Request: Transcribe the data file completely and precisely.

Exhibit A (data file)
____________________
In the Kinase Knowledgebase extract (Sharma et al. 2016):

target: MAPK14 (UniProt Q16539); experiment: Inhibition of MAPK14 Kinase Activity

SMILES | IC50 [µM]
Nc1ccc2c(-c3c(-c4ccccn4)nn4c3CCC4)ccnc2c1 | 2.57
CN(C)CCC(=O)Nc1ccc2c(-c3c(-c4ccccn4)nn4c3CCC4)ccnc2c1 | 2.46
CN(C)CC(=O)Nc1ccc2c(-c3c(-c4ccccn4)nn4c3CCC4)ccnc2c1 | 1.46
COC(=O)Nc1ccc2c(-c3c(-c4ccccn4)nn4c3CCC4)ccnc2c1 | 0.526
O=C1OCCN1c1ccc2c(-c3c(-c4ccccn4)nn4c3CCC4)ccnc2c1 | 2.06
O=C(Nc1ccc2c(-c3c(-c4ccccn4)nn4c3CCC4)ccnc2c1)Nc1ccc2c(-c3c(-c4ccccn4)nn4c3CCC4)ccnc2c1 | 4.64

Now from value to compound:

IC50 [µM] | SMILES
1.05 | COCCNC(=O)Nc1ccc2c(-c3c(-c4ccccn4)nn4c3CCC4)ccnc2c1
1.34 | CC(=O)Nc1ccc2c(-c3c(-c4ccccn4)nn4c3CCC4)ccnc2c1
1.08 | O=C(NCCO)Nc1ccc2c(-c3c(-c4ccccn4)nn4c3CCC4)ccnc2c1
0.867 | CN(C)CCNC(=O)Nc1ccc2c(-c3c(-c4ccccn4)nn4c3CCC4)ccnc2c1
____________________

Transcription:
In the Kinase Knowledgebase extract (Sharma et al. 2016):

target: MAPK14 (UniProt Q16539); experiment: Inhibition of MAPK14 Kinase Activity

SMILES | IC50 [µM]
Nc1ccc2c(-c3c(-c4ccccn4)nn4c3CCC4)ccnc2c1 | 2.57
CN(C)CCC(=O)Nc1ccc2c(-c3c(-c4ccccn4)nn4c3CCC4)ccnc2c1 | 2.46
CN(C)CC(=O)Nc1ccc2c(-c3c(-c4ccccn4)nn4c3CCC4)ccnc2c1 | 1.46
COC(=O)Nc1ccc2c(-c3c(-c4ccccn4)nn4c3CCC4)ccnc2c1 | 0.526
O=C1OCCN1c1ccc2c(-c3c(-c4ccccn4)nn4c3CCC4)ccnc2c1 | 2.06
O=C(Nc1ccc2c(-c3c(-c4ccccn4)nn4c3CCC4)ccnc2c1)Nc1ccc2c(-c3c(-c4ccccn4)nn4c3CCC4)ccnc2c1 | 4.64

Now from value to compound:

IC50 [µM] | SMILES
1.05 | COCCNC(=O)Nc1ccc2c(-c3c(-c4ccccn4)nn4c3CCC4)ccnc2c1
1.34 | CC(=O)Nc1ccc2c(-c3c(-c4ccccn4)nn4c3CCC4)ccnc2c1
1.08 | O=C(NCCO)Nc1ccc2c(-c3c(-c4ccccn4)nn4c3CCC4)ccnc2c1
0.867 | CN(C)CCNC(=O)Nc1ccc2c(-c3c(-c4ccccn4)nn4c3CCC4)ccnc2c1